10 July 2013

A Restoration of Principles

As has been discussed ad nauseum in this corner of the web, it appear that some dude named Edward Snowden leaked the obvious but somehow still secret news that, lol, the federal government is spying on everyone about everything.  Apparently 1984 was an instruction manual.  Anyway, a lot of people had been lauding Snowden for bravery and speaking the truth to the masses, which they will soon ignore as soon as SportsCenter returns from its commercial break.  And while the revolution might be a non-starter, there is one sense in which the republic has returned to its principles:

In an initiative aimed at rooting out future leakers and other security violators, President Barack Obama has ordered federal employees to report suspicious actions of their colleagues based on behavioral profiling techniques that are not scientifically proven to work, according to experts and government documents.
The techniques are a key pillar of the Insider Threat Program, an unprecedented government-wide crackdown under which millions of federal bureaucrats and contractors must watch out for “high-risk persons or behaviors” among co-workers. Those who fail to report them could face penalties, including criminal charges.

The principle being restored here is that of government competition.  While the constitution is a flawed document written by flawed men, there is no question that it worked brilliantly for roughly 80 years.  And it did so by making the government branches separate but equal.  The beauty of this design is that it ensured that politicians got so busy having pissing wars with each other that they didn’t really have a lot of time to harass citizens.  For example, Jefferson’s squabbles with John Adams’ chief justice appointment John Marshall was probably the best thing about his presidency, in that both men spent so much time trying to thwart each other that they couldn’t get around to thwarting American citizens.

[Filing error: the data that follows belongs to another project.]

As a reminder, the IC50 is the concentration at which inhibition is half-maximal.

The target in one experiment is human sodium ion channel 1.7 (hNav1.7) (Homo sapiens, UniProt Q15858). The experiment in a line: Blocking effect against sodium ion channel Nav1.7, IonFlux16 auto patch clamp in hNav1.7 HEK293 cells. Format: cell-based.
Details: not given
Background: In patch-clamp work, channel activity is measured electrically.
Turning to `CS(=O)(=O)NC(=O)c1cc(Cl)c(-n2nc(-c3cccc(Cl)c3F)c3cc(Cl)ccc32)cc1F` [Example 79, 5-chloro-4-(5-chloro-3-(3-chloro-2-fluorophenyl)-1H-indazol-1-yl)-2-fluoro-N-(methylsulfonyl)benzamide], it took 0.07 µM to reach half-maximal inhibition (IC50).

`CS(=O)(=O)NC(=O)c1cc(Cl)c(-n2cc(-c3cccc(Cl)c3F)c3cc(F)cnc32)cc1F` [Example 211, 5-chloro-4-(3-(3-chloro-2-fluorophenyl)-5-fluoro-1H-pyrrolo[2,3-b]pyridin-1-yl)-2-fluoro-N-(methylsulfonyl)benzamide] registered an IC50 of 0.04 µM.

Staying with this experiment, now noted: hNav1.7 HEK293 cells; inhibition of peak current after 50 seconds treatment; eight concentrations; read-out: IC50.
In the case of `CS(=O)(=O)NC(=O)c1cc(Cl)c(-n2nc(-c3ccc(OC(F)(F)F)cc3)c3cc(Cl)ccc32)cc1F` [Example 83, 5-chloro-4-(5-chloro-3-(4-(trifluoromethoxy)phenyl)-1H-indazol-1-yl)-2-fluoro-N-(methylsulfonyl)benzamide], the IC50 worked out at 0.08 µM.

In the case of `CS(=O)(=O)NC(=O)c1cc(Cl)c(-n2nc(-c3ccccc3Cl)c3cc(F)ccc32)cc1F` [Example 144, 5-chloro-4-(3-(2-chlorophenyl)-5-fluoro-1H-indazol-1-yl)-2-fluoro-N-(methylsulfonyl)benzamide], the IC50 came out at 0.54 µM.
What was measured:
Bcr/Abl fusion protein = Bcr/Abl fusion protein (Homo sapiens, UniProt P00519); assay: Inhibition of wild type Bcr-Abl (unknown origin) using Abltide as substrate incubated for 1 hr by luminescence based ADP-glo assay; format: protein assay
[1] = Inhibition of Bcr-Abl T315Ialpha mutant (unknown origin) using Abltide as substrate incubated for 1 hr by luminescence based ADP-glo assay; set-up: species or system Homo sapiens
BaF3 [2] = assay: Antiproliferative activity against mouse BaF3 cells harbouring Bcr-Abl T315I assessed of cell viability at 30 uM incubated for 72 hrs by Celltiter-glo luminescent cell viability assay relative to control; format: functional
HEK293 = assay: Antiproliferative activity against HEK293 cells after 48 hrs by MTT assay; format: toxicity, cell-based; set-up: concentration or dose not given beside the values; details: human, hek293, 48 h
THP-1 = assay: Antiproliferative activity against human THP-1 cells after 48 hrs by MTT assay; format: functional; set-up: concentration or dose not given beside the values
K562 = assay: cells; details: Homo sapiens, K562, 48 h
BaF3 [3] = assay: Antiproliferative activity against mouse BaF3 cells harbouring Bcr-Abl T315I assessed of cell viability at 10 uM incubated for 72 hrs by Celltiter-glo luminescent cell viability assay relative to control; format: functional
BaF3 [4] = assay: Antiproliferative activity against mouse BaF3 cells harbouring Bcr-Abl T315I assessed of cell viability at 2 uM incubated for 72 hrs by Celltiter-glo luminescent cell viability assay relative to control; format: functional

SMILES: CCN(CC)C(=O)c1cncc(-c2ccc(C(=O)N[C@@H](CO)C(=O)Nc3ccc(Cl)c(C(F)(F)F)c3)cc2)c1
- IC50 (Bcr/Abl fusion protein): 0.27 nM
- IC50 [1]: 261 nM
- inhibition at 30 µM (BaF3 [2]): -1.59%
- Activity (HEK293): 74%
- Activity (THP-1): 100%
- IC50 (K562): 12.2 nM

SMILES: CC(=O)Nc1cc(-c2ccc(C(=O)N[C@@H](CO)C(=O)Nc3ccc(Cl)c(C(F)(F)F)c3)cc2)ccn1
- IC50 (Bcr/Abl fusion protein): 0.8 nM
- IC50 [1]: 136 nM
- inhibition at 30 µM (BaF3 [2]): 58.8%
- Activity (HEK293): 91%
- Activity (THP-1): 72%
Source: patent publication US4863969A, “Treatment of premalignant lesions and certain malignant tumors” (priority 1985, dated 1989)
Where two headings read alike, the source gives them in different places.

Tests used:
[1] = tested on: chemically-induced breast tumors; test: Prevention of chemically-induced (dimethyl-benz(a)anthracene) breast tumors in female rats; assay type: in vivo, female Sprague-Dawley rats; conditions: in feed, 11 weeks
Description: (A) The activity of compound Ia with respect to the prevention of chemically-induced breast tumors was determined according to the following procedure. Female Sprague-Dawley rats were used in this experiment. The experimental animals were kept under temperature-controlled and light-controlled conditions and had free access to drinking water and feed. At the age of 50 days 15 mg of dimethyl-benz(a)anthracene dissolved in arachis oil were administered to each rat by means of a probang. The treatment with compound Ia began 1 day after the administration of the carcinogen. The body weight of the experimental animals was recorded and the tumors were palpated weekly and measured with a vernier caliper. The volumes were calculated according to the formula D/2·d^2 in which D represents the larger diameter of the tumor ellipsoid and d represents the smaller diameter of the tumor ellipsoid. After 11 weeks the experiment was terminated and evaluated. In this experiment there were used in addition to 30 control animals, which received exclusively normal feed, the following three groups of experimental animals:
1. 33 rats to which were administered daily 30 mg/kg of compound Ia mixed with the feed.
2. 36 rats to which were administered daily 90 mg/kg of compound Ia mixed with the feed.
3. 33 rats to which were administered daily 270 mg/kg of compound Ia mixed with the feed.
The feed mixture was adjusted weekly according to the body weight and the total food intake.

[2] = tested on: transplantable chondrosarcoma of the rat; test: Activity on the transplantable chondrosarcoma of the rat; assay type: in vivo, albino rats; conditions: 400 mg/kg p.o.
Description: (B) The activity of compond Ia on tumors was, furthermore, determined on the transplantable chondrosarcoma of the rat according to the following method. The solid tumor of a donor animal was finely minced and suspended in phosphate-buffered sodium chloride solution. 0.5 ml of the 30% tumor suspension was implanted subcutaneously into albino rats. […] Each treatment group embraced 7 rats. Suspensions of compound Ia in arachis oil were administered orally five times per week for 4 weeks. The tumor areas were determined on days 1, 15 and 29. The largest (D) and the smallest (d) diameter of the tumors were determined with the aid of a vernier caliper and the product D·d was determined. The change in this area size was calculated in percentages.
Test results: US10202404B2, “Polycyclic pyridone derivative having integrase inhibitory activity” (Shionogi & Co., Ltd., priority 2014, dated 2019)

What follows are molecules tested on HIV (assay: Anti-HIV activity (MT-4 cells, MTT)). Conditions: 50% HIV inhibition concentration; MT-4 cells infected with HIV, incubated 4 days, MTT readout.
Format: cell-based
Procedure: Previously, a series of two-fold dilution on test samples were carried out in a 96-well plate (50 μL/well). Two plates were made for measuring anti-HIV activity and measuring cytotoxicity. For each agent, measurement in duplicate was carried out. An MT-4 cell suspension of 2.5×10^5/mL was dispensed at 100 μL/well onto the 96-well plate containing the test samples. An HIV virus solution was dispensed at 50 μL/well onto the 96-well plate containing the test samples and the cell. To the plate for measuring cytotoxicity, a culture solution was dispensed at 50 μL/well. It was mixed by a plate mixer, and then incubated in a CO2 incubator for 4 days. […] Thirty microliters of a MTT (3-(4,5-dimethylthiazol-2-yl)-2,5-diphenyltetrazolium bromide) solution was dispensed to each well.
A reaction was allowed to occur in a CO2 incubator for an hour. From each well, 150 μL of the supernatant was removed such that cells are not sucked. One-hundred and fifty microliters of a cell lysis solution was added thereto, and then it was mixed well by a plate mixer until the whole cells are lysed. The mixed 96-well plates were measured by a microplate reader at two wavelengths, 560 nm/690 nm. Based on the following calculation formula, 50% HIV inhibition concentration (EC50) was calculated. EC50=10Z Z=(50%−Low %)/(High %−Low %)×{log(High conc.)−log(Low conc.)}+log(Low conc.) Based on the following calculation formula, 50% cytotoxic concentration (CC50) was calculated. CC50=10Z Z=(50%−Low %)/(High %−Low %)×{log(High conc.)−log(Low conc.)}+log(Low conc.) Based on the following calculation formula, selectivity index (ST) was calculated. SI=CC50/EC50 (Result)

The brilliance of this system, then, is that it basically allowed self-important men do things to make themselves feel important without letting them actually do a lot of damage.  Since these busybodies only really enjoy being busybodies, it was sheer brilliance to let them be busybodies while not tying it to real-world results.*  Ultimately, this system was ruined by Lincoln, who decided to bring guns to a bitch-slap fight. For whatever reason, he decided to take politics seriously, instead of hewing to the time honored tradition of settling political issues by hilariously petty speechifying and ridiculously one-sided but limited legislation.

And now Snowden has tricked the fool Obama into going right back down this same road.  Now federal employees will be watching each other, hopefully in the attempt to ruin each other’s lives over some petty feud.  And with federal employees watching each other and planning their various revenges and comeuppances, the American citizens will be largely ignored, and better able to go on with their lives, free of stupid federal intrusion.

Well-played, Mr. Snowden.  Well-played.

* Clearly, this is a rather hyperbolic description of early US history.  However, federal intrusions into citizens’ lives were quite minimal compared to this modern time, and many attempts at intrusion were shrugged off and ignored (indeed, supreme court opinions used to be just that—opinions—which could be applied or ignored by those who asked for them).